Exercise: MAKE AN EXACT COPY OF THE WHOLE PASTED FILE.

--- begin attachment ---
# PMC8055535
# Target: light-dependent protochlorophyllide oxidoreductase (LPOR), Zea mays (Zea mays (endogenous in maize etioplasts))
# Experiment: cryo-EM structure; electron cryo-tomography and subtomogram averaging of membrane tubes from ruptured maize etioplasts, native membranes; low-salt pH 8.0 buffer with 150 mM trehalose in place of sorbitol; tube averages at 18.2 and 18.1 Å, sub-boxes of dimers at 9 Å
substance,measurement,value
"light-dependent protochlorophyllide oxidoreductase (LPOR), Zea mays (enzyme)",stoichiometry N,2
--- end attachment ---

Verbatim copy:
# PMC8055535
# Target: light-dependent protochlorophyllide oxidoreductase (LPOR), Zea mays (Zea mays (endogenous in maize etioplasts))
# Experiment: cryo-EM structure; electron cryo-tomography and subtomogram averaging of membrane tubes from ruptured maize etioplasts, native membranes; low-salt pH 8.0 buffer with 150 mM trehalose in place of sorbitol; tube averages at 18.2 and 18.1 Å, sub-boxes of dimers at 9 Å
substance,measurement,value
"light-dependent protochlorophyllide oxidoreductase (LPOR), Zea mays (enzyme)",stoichiometry N,2